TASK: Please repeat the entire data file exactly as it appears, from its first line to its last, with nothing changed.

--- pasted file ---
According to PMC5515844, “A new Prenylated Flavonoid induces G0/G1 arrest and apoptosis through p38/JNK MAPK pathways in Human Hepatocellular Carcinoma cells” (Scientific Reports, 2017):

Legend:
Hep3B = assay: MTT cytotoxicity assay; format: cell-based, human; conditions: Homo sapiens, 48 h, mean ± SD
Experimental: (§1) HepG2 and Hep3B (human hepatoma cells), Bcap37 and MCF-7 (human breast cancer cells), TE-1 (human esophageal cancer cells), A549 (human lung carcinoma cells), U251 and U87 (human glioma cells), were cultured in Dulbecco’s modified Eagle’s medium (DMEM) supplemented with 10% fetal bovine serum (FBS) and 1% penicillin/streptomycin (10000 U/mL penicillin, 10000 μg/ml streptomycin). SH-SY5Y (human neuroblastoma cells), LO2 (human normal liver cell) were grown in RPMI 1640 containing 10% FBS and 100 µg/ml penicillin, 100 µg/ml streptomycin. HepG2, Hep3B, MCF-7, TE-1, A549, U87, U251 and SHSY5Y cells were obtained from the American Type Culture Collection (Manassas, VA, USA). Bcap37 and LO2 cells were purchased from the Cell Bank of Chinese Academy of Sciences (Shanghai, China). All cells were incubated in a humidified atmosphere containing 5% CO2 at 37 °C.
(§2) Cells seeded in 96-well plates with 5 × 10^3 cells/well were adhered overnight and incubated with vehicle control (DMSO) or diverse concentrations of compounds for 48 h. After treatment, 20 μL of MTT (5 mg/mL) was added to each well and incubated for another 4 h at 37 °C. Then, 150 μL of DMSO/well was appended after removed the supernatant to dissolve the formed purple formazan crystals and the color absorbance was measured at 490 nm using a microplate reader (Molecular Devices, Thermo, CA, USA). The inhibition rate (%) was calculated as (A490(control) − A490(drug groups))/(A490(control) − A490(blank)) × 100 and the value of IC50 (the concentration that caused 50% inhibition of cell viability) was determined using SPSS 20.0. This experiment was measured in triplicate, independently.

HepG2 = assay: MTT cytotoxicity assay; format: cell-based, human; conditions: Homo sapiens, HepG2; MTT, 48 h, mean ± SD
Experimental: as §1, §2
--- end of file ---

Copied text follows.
According to PMC5515844, “A new Prenylated Flavonoid induces G0/G1 arrest and apoptosis through p38/JNK MAPK pathways in Human Hepatocellular Carcinoma cells” (Scientific Reports, 2017):

Legend:
Hep3B = assay: MTT cytotoxicity assay; format: cell-based, human; conditions: Homo sapiens, 48 h, mean ± SD
Experimental: (§1) HepG2 and Hep3B (human hepatoma cells), Bcap37 and MCF-7 (human breast cancer cells), TE-1 (human esophageal cancer cells), A549 (human lung carcinoma cells), U251 and U87 (human glioma cells), were cultured in Dulbecco’s modified Eagle’s medium (DMEM) supplemented with 10% fetal bovine serum (FBS) and 1% penicillin/streptomycin (10000 U/mL penicillin, 10000 μg/ml streptomycin). SH-SY5Y (human neuroblastoma cells), LO2 (human normal liver cell) were grown in RPMI 1640 containing 10% FBS and 100 µg/ml penicillin, 100 µg/ml streptomycin. HepG2, Hep3B, MCF-7, TE-1, A549, U87, U251 and SHSY5Y cells were obtained from the American Type Culture Collection (Manassas, VA, USA). Bcap37 and LO2 cells were purchased from the Cell Bank of Chinese Academy of Sciences (Shanghai, China). All cells were incubated in a humidified atmosphere containing 5% CO2 at 37 °C.
(§2) Cells seeded in 96-well plates with 5 × 10^3 cells/well were adhered overnight and incubated with vehicle control (DMSO) or diverse concentrations of compounds for 48 h. After treatment, 20 μL of MTT (5 mg/mL) was added to each well and incubated for another 4 h at 37 °C. Then, 150 μL of DMSO/well was appended after removed the supernatant to dissolve the formed purple formazan crystals and the color absorbance was measured at 490 nm using a microplate reader (Molecular Devices, Thermo, CA, USA). The inhibition rate (%) was calculated as (A490(control) − A490(drug groups))/(A490(control) − A490(blank)) × 100 and the value of IC50 (the concentration that caused 50% inhibition of cell viability) was determined using SPSS 20.0. This experiment was measured in triplicate, independently.

HepG2 = assay: MTT cytotoxicity assay; format: cell-based, human; conditions: Homo sapiens, HepG2; MTT, 48 h, mean ± SD
Experimental: as §1, §2